Hoboken announces proposed settlement with Monarch developers

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According to a Hoboken press release, a proposed settlement agreement between Hoboken and the developer, Applied Development Company, has been reached in the ongoing Monarch case.

The proposed settlement, negotiated by Mayor Ravi Bhalla’s administration would temporarily prevent the development of two 11-story high-rise residential buildings along Hoboken’s uptown waterfront. It will also allow the city and Applied to negotiate a Redevelopment Agreement with the goal of transferring the Monarch site to the city.

According to the release, the settlement if approved by the city council, would mean that the developer would give up the right to develop on the Monarch site in exchange for redeveloping the Public Works Garage at 256 Observer Hwy, pending the approval of a Redevelopment Agreement.

This development would include a state-of-the-art facility for the Department of Public Works;  4,000 square feet of retail space along Observer Highway;  264,000 square feet of a transit-oriented rental building in scale with the neighboring buildings with zero density above what is provided for in the Municipal Garage Redevelopment Plan; and at least 11 percent of all housing units would be affordable housing.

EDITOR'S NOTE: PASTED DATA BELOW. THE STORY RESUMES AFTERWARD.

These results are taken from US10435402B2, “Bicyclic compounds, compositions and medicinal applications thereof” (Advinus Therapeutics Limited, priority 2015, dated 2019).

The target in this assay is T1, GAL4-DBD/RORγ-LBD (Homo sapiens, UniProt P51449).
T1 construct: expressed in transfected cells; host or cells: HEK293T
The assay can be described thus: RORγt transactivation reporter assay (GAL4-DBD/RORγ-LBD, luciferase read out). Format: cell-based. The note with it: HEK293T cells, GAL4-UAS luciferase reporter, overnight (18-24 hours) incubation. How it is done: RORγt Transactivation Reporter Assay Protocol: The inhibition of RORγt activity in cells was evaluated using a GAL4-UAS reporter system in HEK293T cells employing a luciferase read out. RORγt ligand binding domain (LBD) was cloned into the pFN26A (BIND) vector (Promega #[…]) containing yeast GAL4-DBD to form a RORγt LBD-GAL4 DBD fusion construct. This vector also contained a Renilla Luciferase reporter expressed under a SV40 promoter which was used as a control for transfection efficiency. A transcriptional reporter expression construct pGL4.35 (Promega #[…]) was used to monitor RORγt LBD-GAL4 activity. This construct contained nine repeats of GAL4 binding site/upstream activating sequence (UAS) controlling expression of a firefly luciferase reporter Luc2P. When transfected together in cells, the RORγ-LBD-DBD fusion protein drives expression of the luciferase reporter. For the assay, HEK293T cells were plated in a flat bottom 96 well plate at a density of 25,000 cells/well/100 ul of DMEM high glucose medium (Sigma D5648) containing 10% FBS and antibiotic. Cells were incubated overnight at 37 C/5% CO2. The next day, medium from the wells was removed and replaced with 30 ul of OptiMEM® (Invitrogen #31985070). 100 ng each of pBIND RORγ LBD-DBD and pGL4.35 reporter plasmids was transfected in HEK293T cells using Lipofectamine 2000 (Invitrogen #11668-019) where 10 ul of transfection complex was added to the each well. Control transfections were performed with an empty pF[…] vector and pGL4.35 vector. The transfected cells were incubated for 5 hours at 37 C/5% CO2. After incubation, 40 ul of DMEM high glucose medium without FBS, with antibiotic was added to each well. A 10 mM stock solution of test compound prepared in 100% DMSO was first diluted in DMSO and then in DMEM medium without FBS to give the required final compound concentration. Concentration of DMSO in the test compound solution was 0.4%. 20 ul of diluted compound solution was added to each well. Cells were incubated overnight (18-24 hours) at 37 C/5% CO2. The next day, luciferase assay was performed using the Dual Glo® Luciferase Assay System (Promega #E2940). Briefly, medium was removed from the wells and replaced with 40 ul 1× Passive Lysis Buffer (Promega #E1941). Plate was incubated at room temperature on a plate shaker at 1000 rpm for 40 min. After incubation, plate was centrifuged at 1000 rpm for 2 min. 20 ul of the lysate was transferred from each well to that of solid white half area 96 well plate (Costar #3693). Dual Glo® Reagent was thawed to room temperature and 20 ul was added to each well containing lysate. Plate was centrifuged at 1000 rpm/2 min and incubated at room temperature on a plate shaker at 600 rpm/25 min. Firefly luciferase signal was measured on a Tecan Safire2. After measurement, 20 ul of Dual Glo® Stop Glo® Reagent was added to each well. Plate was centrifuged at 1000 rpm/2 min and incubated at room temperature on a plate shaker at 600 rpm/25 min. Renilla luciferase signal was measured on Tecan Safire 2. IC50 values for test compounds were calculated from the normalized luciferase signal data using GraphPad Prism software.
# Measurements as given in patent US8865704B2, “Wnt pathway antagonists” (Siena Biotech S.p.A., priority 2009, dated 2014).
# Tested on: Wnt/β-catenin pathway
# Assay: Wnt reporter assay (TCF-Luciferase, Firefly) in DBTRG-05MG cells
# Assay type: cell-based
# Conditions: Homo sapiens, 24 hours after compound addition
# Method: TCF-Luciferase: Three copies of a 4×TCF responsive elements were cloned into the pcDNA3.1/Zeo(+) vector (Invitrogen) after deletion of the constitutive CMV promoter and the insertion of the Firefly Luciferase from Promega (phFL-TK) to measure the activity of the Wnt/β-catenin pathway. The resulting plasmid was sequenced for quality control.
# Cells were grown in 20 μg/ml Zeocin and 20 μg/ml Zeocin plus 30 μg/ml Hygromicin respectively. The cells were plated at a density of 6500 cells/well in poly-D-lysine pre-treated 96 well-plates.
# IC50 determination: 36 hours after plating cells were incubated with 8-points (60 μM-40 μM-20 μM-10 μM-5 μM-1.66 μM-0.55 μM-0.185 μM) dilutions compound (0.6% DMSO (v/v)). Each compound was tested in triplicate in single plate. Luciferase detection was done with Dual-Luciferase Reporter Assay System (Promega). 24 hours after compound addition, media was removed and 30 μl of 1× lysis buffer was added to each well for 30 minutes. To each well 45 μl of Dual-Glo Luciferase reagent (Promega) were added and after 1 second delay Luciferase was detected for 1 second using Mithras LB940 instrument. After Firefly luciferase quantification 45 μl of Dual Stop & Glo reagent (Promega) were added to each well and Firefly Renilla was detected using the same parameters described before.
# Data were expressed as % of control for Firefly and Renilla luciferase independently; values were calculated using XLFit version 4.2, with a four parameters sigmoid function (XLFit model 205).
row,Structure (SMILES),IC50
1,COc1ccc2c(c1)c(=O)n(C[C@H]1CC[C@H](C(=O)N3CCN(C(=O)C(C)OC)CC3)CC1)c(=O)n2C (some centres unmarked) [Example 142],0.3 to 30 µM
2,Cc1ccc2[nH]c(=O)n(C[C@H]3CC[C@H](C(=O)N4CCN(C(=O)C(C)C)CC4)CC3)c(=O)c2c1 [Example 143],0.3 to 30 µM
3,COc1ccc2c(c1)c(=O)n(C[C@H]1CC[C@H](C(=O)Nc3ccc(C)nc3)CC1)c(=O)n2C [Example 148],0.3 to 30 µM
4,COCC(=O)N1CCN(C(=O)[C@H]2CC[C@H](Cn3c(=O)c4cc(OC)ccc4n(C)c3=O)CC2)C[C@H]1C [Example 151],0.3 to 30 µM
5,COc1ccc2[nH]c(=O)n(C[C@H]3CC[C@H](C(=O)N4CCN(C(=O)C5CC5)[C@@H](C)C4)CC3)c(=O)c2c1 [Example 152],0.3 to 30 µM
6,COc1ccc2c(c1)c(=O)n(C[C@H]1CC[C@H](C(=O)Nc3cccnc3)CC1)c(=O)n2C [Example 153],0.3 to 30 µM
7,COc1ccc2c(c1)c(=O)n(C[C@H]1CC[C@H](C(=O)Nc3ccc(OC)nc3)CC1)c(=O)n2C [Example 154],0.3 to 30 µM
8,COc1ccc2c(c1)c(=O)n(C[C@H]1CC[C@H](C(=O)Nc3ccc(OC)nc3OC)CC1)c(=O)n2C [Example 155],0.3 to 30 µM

Once the redevelopment agreement is approved, the city would take ownership of the Monarch site for public open space.

Applied Development Company would also pay the city up to $1 million for the removal of debris or other public improvements related to the settlement.

“This settlement is a win for the City of Hoboken,” said Mayor Bhalla. “Not only does it protect our precious waterfront from development and preserve the site for open space, but it also presents an opportunity to revitalize an area in downtown Hoboken. And, a new, state-of-the-art municipal garage will facilitate improved public works services. While we have work to do over the next several months to finalize this proposed deal with a Redevelopment Agreement, this settlement is a critical step forward.

Updates will be provided to residents during an August meeting of the city council when it will vote on the Monarch settlement.

The settlement allows the city to negotiate the terms of a Redevelopment Agreement over the next several months, which will also be presented to the city council.

The transfer of the Monarch site to the city for the purposes of open space will occur only if the Redevelopment Agreement is agreed to and approved by the city council at a later date.